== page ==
May 21, 2019

Impostor Syndrome

The Forces of Creation by Louis Dyer

Anyone who puts him/herself out there by creating something new, is bound to feel at one point or another that they're not good enough. That they can't truly compare to [insert their hero(ine)'s name here].

But what they (myself included) need to understand, is that they're different from said hero(in)es, and that doesn't make them bad. Especially if they always try to get better, to improve their craft.

I admit I've been rather pithy with the subject, but if that doesn't inspire you, here's a story from Neil Gaiman, author of a number of fabulous books (some  of which have been turned into movies and/or TV shows, like Good Omens, Stardust, Coraline, American Gods, etc.), that might inspire you better:

"Some years ago, I was lucky enough to be invited to a gathering of great and good people: artists and scientists, writers and discoverers of things. And I felt that at any moment they would realize that I didn't qualify to be there, among these people who had really done things.

On my second or third night there, I was standing at the back of the hall, while a musical entertainment happened, and I started talking to a very nice, polite, elderly gentleman about several things, including our shared first name. And then he pointed to the hall of people, and said words to the effect of, "I just look at all these people, and I think, what the heck am I doing here? They've made amazing things. I just went where I was sent."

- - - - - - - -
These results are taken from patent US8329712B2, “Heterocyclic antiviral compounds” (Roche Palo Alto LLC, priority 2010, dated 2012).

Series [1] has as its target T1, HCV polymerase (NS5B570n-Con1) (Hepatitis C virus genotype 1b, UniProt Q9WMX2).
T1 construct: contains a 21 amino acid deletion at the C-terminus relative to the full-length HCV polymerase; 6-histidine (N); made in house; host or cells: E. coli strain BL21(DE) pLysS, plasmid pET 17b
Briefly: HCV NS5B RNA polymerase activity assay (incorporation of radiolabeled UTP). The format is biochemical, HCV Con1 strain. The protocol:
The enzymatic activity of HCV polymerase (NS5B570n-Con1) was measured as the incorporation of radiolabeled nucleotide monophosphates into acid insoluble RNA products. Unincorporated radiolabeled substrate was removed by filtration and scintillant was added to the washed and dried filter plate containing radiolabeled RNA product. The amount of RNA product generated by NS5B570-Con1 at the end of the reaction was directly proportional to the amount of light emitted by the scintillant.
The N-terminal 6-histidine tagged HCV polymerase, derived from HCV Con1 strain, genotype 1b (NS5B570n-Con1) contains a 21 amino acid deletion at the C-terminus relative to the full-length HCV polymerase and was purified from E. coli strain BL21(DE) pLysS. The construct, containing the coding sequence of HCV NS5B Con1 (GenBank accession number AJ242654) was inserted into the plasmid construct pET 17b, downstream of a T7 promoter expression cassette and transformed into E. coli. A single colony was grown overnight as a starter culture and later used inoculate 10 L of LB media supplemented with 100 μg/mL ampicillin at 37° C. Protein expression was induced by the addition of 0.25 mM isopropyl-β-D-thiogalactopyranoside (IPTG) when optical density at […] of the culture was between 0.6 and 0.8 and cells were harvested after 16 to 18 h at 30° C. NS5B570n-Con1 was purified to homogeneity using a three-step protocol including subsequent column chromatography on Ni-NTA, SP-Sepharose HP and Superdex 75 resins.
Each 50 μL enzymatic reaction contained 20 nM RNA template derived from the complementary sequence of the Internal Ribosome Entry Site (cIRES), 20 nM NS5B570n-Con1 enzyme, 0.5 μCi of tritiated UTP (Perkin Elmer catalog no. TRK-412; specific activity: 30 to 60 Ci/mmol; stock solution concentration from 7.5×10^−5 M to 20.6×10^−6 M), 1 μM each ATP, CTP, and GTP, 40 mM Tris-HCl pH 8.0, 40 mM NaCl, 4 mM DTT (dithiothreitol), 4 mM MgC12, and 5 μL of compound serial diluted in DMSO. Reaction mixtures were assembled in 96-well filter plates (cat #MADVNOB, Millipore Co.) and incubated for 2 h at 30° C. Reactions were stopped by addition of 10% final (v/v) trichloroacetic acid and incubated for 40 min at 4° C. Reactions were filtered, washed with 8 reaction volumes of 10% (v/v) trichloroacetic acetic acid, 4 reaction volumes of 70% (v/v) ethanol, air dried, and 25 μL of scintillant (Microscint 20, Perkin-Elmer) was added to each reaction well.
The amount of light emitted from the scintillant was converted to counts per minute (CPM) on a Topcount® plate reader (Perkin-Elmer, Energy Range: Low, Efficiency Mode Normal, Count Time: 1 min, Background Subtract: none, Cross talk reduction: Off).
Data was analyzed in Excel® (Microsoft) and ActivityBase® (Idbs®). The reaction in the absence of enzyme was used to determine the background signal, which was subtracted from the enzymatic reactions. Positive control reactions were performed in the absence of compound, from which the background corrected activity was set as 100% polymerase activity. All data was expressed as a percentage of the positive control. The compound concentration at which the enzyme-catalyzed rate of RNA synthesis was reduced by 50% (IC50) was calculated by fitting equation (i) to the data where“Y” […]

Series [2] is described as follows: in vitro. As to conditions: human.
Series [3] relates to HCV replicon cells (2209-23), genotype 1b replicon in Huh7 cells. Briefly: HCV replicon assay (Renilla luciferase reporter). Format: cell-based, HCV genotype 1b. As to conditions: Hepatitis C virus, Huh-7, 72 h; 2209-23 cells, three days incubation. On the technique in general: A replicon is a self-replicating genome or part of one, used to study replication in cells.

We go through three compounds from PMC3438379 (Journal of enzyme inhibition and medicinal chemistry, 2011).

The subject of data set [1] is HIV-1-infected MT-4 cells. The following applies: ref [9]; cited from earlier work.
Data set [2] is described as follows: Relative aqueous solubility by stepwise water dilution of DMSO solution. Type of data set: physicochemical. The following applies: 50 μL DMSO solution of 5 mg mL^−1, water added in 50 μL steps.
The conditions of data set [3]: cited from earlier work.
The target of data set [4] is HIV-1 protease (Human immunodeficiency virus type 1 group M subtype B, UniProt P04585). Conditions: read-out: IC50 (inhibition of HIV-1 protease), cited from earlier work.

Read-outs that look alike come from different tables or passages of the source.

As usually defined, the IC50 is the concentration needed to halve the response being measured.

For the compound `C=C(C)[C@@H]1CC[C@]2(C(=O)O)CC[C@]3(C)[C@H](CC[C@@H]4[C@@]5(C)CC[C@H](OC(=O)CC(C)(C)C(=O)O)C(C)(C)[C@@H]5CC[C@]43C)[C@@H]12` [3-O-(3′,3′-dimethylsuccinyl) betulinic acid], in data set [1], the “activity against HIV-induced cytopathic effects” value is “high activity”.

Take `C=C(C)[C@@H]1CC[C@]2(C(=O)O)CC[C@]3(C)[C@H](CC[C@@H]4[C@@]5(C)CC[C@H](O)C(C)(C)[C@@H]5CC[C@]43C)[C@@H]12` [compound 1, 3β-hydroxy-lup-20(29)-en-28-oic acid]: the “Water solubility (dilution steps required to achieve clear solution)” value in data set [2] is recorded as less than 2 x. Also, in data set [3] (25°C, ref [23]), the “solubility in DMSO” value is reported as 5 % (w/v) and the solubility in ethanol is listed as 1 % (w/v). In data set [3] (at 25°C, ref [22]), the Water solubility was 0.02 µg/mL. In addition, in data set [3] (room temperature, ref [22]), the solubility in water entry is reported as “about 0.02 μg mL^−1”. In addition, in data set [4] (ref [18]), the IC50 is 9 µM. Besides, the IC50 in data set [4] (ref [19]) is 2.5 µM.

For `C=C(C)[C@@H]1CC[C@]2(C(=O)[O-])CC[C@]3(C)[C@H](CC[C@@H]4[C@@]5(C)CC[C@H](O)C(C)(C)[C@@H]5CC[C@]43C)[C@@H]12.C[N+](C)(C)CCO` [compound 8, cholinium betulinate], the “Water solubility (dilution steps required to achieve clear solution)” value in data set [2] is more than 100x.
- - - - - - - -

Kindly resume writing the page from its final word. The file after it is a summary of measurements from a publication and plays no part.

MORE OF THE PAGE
And I said, "Yes, but you were the first man on the moon. I think that counts for something."

And I felt a bit better. Because if Neil Armstrong felt like an impostor, maybe everyone did. Maybe there weren't any grownups, only people who had worked hard and also gotten lucky and were slightly out of their depth, all of us doing the best job we could, which is all we can really hope for."


Welcome to the end times...

PS: Proof of two Neils together here for those of you who want it :)

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